TAMINA, TEXAS - Tucked along the railroad in southern Montgomery County is the small town of Tamina, where everyone knows everyone. When a fire broke out at the Johnson home early Friday morning, neighbors like Shirley Grimes rushed to help.
“First thing we did, we got dressed and got over there to check to see what was going on and what we could possibly do,” she said.
As she watched the flames, Grimes said questions swirled in her head.
“Where’s the kids? Did anyone get out? What happened to the family?” she wondered.
Hours later, she and others learned the answer.
“It was devastating,” Grimes said.
That’s precisely how Shenancy Miller, who went to school with 13-year-old TJ, described the fire.
“I just can’t believe he’s already gone,” Miller cried.
TJ lost his life in the fire along with 6-year-old Kaila and 5-year-old Kyle.
“[TJ] loved superheroes. That’s all he’d ever do was talk about them, what he would do if he had a superpower. All he wanted to do was fly,” Miller said.
Grimes knew all the children from when they came to the Tamina Community Center before and after school.
“Those kids were a part of me growing up and in their life. I’m grateful to be a part of it,” she said.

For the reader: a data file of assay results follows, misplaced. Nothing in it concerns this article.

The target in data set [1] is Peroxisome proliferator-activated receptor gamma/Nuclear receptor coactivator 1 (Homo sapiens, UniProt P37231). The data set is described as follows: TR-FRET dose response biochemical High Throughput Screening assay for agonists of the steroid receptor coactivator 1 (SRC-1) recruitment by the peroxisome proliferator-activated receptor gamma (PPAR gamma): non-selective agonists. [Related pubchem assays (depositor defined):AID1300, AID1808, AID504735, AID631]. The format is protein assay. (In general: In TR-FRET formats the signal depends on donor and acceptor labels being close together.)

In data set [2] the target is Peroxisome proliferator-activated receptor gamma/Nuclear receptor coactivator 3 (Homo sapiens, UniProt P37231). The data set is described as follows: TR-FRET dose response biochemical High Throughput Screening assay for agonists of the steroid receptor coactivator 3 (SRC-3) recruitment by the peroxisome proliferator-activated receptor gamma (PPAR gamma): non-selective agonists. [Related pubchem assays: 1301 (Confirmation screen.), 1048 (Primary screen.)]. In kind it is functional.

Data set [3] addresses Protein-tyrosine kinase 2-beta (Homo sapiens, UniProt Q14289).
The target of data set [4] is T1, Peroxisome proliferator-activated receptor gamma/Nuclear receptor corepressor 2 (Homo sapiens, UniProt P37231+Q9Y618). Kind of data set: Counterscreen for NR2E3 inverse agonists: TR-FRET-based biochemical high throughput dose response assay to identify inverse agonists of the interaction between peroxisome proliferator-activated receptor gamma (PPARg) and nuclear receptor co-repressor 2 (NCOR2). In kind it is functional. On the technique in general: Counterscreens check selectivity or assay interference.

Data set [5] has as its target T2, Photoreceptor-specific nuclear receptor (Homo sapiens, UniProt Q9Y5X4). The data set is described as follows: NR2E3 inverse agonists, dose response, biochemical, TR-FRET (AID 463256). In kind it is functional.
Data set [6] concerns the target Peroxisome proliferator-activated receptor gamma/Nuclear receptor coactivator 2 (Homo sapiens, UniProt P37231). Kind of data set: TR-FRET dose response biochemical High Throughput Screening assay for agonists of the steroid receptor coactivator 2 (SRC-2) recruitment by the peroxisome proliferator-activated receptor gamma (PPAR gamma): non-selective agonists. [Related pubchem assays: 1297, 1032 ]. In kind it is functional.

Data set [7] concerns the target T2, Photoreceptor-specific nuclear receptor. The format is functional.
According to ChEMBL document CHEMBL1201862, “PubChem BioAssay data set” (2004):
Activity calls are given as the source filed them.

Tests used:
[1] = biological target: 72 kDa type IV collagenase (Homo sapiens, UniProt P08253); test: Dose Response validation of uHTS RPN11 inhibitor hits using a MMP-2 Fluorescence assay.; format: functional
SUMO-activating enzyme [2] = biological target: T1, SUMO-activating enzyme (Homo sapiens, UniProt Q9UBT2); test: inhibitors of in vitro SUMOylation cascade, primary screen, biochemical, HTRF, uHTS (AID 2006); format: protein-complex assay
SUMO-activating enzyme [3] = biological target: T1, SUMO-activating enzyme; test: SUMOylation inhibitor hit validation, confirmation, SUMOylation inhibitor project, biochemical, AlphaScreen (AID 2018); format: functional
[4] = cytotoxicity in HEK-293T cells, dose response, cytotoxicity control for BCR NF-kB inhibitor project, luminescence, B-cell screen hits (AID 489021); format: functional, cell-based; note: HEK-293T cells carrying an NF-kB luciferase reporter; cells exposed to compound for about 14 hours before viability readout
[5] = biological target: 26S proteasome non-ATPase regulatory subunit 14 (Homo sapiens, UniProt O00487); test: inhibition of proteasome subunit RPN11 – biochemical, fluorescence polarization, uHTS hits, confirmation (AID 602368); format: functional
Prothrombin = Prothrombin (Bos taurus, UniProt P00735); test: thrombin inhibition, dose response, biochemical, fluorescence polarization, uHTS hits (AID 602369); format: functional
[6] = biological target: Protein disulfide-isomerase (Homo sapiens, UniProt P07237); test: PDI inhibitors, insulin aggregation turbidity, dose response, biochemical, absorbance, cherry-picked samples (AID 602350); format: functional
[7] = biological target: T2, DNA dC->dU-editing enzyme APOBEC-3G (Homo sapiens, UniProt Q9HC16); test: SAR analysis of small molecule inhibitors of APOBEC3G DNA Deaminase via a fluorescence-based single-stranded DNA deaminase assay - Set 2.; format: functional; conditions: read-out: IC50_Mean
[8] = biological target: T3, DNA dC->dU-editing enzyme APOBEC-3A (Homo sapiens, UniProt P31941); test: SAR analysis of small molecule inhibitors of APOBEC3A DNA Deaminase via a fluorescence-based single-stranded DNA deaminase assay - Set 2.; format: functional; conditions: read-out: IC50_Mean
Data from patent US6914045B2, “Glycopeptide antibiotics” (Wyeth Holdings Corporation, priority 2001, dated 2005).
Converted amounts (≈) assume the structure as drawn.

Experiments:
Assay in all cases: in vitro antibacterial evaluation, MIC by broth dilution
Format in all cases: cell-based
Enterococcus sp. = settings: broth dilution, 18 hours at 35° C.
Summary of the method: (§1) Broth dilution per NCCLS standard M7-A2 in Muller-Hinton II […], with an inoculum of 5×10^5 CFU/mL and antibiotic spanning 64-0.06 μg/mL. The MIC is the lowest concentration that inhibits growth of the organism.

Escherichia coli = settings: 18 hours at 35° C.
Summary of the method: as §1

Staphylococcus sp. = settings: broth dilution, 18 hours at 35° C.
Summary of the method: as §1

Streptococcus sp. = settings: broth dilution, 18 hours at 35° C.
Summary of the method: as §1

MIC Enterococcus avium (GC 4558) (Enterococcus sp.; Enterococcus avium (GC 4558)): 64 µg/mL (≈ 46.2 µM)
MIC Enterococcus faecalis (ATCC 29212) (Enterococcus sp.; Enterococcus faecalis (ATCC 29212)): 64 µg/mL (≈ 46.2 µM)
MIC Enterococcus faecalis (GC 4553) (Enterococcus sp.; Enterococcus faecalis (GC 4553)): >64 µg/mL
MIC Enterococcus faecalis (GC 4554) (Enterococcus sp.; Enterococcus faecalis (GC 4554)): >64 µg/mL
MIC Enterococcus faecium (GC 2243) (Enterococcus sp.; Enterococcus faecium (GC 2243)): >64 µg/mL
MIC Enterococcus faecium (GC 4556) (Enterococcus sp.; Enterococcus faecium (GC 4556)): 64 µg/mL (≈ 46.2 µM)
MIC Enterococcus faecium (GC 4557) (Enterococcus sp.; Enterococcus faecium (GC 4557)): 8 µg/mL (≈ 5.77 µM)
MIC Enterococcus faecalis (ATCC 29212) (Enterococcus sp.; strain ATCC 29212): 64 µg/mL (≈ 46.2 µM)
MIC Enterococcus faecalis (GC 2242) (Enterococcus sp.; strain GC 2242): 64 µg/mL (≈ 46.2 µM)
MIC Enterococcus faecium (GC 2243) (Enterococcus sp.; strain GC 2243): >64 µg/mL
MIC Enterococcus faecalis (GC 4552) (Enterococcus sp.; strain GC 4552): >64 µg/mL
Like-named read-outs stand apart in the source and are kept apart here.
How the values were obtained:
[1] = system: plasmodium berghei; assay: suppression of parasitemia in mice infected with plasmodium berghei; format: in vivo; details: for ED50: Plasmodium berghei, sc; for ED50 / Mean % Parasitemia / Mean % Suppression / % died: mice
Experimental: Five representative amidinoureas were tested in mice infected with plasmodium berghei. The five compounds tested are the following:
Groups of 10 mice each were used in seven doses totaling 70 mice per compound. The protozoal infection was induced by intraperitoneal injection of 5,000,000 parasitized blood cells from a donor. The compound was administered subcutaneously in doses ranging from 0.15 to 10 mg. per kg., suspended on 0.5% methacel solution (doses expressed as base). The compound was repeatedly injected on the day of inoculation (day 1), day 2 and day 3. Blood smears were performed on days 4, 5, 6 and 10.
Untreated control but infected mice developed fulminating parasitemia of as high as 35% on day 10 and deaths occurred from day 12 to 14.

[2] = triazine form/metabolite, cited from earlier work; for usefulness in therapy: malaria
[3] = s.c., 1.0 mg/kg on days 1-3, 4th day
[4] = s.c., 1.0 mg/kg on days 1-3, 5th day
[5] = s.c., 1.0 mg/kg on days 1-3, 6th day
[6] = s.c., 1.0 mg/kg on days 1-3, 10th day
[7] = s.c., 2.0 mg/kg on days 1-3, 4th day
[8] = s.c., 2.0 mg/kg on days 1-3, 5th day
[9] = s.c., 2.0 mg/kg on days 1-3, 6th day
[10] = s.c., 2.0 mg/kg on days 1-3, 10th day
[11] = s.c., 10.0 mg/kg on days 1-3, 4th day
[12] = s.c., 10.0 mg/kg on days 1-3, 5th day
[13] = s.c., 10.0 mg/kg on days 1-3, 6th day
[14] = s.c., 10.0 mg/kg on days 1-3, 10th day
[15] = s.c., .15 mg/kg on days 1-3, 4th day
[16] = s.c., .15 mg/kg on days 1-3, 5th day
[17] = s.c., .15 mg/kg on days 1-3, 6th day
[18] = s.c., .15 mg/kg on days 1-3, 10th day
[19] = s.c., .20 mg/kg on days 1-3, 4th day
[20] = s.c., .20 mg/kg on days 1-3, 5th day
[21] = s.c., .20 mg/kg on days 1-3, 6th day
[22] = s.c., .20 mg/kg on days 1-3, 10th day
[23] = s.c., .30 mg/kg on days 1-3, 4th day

Curtis Gibbs, a cousin of the victims’ mother, described the children as “beautiful kids.”
“It’s bad enough when you lose one, but when you lose this many …,” he said before trailing off.
The early morning flames claimed the lives of his young cousins, who, he said, were about to have two more siblings.
“[Their mother is] having twins. She’s pregnant with twins,” Gibbs said. “I was just telling her, ‘That’s just God’s will. You take care of four of them now. You’ll be OK.’”
Now, Gibbs said, his family has to break the news to the youngest cousins.
“It’s already tough for the adults. You never know what those little minds are going through,” he said.
But he said he knew his family has the support of neighbors, including grimes Grimes.
“I’m going to miss them coming in with that high spirit, telling me how church was Sunday and how they enjoyed hearing their Poppy preach,” she said.
She added that she’s still struggling to come to grips with the fact that she won’t see them again.
“It’s going to be a big loss,” Grimes said. “They were small, but they had a big heart. They had great smiles.”
Now, she said, it’s up to the Tamina community to prove just how strong it can be, stronger than even the freight trains that run through town.
“Keep this family and the community in your prayers,” Grimes said.
A gofundme.com account has been set up to help the victims with medical and funeral expenses.
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